If you look at enough pairs of mid-18th century shoes, they do start to flow together at after a while. I could literally link to dozens that are in the same basic style as Alice’s brown shoes, her red shoes and blue shoes with pattens. Here is one example, here is another and here is another. The differences come from the shape of the toe and the heel.

By the 1780s, other styles were coming into fashion. So, her brocade shoes are based on this pair from 1785 from Historic New England. By the 1790s, shoes that look more like modern kitten heels had taken over like this pair.

Her blue shoes have attached pattens, which were leather and wood oversoles meant to protect the shoes from the muck and mud. This set was my main inspiration, but here is another example of the same idea.

Historic hairstyles are a challenge for me every time. I’m still learning enough to illustrate them properly, but for today’s 18th century paper doll I really wanted to draw something that was as not too over the top. I used my historic hair style books and portraits, including this one, this one and this one. I could have gone gray with her hair, but I just didn’t really like how it looked.

Wednesday, there will be a gown for today’s 18th century paper doll version of Alice.

Need a clothing for today’s paper doll? All the A Pose Dolls & Clothing

Post-Apocalyptic Fashions for the B Pose Paper Dolls

A set of mix and match post-apocalyptic paper doll clothing to print and play with for the paper dolls of Paper Thin Personas. Unique printable paper doll designs!

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Some new post-apocalyptic designs for the B Pose Dames to match the designs I did for the C Pose Dandies. I had a lot of fun with these, though like a lot of my post-apocalyptic stuff, they are not terribly practical. Still I never let practicality get in the way of my paper doll designs. 

I love Post-Apocalyptic designs for clothing. I collect them on a Pinterest board for Post-Apocalyptic Fashions and one of the inspirational images was this one

You can see these in my sketchbook on Instagram or if you’re a Patron you got to see it a few weeks ago.

Confession: I am super tired and so this is going to be a short post. 

Let me know in the comments, if you think the A Pose Dames need some post-apocalyptic fashions to fit in with their B & C friends.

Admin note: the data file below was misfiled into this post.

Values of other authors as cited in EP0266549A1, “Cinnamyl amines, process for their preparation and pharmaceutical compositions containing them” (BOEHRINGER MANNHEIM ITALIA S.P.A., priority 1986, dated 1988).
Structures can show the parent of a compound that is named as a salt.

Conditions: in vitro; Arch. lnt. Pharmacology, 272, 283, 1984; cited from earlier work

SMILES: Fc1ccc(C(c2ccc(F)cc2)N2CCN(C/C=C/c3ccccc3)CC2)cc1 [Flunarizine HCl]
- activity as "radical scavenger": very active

Need a clothing for today’s Doll? All the B Pose Dolls & Clothing

Trendy Winter Styles For The A Pose Dames

Trendy winter clothing for paper dolls with a sweater, and two different bottoms.

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I love fashion magazines, particularly People Style Watch, because it has really clear clothing photos that make it super easy to draw paper doll clothing based on the styles.

Yes, I judge fashion magazines on how easy it is to draw paper dolls based on their photos.

Anyway, one of the things I enjoy in the fashion magazines is seeing what is considered trendy in any given season. This winter two big trends have been sleeve details, folkloric florals and embroidered jeans. I love embroidery, so I am not at all upset about this trend.

Today’s A Pose paper doll clothing covers all these trends. There’s a bell sleeved sweater, a folkloric printed skirt and a pair of embroidered jeans. To accessorize each outfit, I also added a pair of ankle boots. The pattern on the jeans is based on traditional crewel embroidery designs. I’ve always loved crewel embroidery.

It’s one of those things that I feel like if I had time, I would want to learn how to do. I never seem to eke out the time to do it, though.

(Also, because I was curious, the phrase “eke out” dates back to the 1590s and means to “extend or make last longer.” Who knew it was that old?)

Anyway, this is the first contemporary fashion set for the A Pose girls dames.

Need a Doll to wear today’s outfit? All the A Pose Dolls & Clothing

The Winter Princess Fantasy Dress For Pose B

A fantasy winter princess dress designed to fit the B Pose printable paper dolls from Free to print in color or black and white.

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When I was first drawing and prepping content for the new Dames and Dandies series, I made a list of what I thought might be the first nine clothing sets to draw for the new paper dolls. Both my Patrons and folks who follow me on Facebook got to see this list at the top of which was “Winter Big Princess Gown.”

For those of you who don’t know, “big gown” is my short hand for these sorts of full skirted over the top dresses I am fond of drawing. Wenesday’s Valentine’s Day dress is another “big gown”. I just like to draw things with huge skirts, because the size of the skirt allows for layering and over skirts and all sorts of other decorative elements.

It’s hard to draw a super over the top mini-dress. You just don’t have as much room.